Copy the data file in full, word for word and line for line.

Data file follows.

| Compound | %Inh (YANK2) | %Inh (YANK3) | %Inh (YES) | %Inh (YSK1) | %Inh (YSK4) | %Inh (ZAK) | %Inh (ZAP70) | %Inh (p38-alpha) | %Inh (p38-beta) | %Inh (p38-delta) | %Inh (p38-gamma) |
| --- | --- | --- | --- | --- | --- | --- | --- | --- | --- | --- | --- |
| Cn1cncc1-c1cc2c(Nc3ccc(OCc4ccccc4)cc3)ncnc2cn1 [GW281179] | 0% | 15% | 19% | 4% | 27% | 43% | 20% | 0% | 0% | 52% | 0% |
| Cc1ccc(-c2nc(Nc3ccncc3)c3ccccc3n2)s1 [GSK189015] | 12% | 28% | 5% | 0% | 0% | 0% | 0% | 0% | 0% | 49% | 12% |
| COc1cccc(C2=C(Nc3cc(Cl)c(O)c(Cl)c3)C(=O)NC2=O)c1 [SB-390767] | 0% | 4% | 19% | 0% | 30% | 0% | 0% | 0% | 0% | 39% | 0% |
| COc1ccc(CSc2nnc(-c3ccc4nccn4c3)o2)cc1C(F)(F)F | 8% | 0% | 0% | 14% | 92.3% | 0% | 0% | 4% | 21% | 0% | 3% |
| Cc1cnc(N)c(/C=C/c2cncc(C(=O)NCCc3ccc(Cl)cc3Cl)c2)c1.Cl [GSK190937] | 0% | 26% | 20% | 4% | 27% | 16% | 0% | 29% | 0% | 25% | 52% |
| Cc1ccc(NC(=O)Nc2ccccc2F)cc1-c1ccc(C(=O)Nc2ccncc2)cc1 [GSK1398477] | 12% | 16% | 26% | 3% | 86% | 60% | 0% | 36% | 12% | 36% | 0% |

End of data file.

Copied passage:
| Compound | %Inh (YANK2) | %Inh (YANK3) | %Inh (YES) | %Inh (YSK1) | %Inh (YSK4) | %Inh (ZAK) | %Inh (ZAP70) | %Inh (p38-alpha) | %Inh (p38-beta) | %Inh (p38-delta) | %Inh (p38-gamma) |
| --- | --- | --- | --- | --- | --- | --- | --- | --- | --- | --- | --- |
| Cn1cncc1-c1cc2c(Nc3ccc(OCc4ccccc4)cc3)ncnc2cn1 [GW281179] | 0% | 15% | 19% | 4% | 27% | 43% | 20% | 0% | 0% | 52% | 0% |
| Cc1ccc(-c2nc(Nc3ccncc3)c3ccccc3n2)s1 [GSK189015] | 12% | 28% | 5% | 0% | 0% | 0% | 0% | 0% | 0% | 49% | 12% |
| COc1cccc(C2=C(Nc3cc(Cl)c(O)c(Cl)c3)C(=O)NC2=O)c1 [SB-390767] | 0% | 4% | 19% | 0% | 30% | 0% | 0% | 0% | 0% | 39% | 0% |
| COc1ccc(CSc2nnc(-c3ccc4nccn4c3)o2)cc1C(F)(F)F | 8% | 0% | 0% | 14% | 92.3% | 0% | 0% | 4% | 21% | 0% | 3% |
| Cc1cnc(N)c(/C=C/c2cncc(C(=O)NCCc3ccc(Cl)cc3Cl)c2)c1.Cl [GSK190937] | 0% | 26% | 20% | 4% | 27% | 16% | 0% | 29% | 0% | 25% | 52% |
| Cc1ccc(NC(=O)Nc2ccccc2F)cc1-c1ccc(C(=O)Nc2ccncc2)cc1 [GSK1398477] | 12% | 16% | 26% | 3% | 86% | 60% | 0% | 36% | 12% | 36% | 0% |